Kage - Shadow of the Ninja
Kage – Shadow of the Ninja

In recent years, Entity-Component Systems (ECS) has been recognized as the most notable architecture for game development. There are many good articles about the architecture that can be found on the Internet, some of them are:

Of course these articles are excellent and well-written, but one thing I don’t like about them is that they are not fair at comparing OOP and ECS. They think that class inheritance is fundamental to OOP thus they blame OOP in order to praise ECS as a preference of composition over inheritance.

I’m not going to say that ECS is not deserved for that praising. Indeed, the articles pointed many undoubted benefits of the trendy architecture. What I want to express is that OOP vs. ECS is not about Inheritance vs. Composition; rather, it is about Object-Oriented Paradigm vs. Clever Procedural Paradigm.

The rest of this article is my personal explanation and justification for ECS.

We start with a situation.

Situation: Decomposing a game world which contains multiple game entities into parts. Each part can be either a data structure, or a function, or an object.

Immediately, because we are object thinkers, we would consider each game entity as an object containing both data and functions. However now we are facing some problems. In the following section, we will discuss these problems and propose solutions in order to reach the ECS architecture.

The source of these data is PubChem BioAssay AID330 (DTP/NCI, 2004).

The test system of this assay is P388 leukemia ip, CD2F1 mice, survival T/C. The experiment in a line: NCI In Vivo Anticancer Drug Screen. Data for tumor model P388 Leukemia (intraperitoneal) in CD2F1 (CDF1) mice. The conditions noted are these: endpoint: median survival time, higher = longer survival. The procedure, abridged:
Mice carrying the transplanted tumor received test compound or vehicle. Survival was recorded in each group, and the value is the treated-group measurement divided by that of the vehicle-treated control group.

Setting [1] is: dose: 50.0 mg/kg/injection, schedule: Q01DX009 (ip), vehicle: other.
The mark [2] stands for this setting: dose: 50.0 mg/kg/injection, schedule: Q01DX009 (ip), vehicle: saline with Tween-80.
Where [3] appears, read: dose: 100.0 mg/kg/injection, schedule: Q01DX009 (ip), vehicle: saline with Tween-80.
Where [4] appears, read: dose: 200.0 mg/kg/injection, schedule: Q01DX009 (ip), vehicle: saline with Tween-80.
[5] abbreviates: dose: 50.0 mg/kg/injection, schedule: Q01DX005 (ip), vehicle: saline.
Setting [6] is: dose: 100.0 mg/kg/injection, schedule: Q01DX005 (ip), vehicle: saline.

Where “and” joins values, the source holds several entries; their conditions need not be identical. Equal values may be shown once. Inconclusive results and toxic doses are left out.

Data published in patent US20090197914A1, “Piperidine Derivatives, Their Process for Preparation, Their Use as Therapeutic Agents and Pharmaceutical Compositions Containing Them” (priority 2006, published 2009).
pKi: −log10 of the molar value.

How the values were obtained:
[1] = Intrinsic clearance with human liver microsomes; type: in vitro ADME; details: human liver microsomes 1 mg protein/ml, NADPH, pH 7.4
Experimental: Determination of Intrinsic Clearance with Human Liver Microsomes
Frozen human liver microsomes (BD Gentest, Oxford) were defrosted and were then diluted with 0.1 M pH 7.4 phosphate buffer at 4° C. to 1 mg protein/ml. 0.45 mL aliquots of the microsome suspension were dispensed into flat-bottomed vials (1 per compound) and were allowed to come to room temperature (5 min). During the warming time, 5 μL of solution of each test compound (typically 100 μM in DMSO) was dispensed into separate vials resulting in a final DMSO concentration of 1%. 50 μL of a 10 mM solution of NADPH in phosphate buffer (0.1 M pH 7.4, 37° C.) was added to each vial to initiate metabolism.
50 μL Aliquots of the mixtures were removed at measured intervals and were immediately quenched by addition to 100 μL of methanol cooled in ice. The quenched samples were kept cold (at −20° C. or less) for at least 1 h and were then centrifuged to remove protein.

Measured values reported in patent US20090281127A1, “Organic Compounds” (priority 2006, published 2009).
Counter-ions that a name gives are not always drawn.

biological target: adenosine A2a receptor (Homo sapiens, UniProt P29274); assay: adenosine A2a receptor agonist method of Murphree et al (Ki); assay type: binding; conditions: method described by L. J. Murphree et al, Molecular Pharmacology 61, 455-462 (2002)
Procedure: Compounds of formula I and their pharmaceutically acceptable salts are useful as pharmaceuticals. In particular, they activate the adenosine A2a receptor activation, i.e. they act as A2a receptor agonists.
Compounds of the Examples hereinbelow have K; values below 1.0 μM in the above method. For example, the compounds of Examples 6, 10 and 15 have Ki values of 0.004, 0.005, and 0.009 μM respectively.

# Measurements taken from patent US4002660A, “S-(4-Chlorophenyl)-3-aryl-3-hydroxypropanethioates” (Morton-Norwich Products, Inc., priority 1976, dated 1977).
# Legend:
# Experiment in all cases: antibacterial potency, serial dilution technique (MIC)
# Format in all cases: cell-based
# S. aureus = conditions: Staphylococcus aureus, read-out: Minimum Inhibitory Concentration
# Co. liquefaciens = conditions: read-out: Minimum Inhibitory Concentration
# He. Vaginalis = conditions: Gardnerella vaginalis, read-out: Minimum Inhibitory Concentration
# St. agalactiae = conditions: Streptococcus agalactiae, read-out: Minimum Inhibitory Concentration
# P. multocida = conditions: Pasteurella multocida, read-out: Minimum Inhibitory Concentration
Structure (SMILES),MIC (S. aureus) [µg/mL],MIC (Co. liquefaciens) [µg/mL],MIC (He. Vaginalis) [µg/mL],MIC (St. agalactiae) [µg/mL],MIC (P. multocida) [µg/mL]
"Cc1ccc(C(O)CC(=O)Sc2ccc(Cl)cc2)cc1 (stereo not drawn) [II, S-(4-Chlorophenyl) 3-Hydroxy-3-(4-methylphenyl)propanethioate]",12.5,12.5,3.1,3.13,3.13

Problem #1. An entity might have many aspects, and aspects can be reused for various kinds of entities.

Examples of aspects include PositionRenderable, Movable … Each aspect may concern in certain data of the entity. As you can see there are cases in which the same data are concerned by multiple aspects, but this is the story of the problem #3.


  • Inheritance: bad, of course, because of its inflexibility.
  • Composition: good, an entity is a composition of its aspects so-called components.

With composition, we can easily create a new entity class that has whatever aspects we want, for example:

class Mario {
  public Mario(Position p, Renderable r, Movable m) {...}
  // Mario may have behaviors that merely
  // delegate to p/r/m:
  public void render() { r.render(); }
  public void move() { m.move(); }
  // or may have its own specific behaviors that
  // will never be reused for other entity classes
  public void fire() {...}
Position p = new Position(100, 200);
Renderable r = new Renderable(p);
Movable m = new Movable(p);